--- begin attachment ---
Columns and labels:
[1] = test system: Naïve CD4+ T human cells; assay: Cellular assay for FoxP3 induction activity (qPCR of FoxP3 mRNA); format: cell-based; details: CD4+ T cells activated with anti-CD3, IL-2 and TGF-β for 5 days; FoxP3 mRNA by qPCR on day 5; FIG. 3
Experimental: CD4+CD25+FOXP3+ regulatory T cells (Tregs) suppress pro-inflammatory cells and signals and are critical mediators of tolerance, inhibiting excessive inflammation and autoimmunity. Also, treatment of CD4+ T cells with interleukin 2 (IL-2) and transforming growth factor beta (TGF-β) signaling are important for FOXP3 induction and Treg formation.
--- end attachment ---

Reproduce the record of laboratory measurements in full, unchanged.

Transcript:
Columns and labels:
[1] = test system: Naïve CD4+ T human cells; assay: Cellular assay for FoxP3 induction activity (qPCR of FoxP3 mRNA); format: cell-based; details: CD4+ T cells activated with anti-CD3, IL-2 and TGF-β for 5 days; FoxP3 mRNA by qPCR on day 5; FIG. 3
Experimental: CD4+CD25+FOXP3+ regulatory T cells (Tregs) suppress pro-inflammatory cells and signals and are critical mediators of tolerance, inhibiting excessive inflammation and autoimmunity. Also, treatment of CD4+ T cells with interleukin 2 (IL-2) and transforming growth factor beta (TGF-β) signaling are important for FOXP3 induction and Treg formation.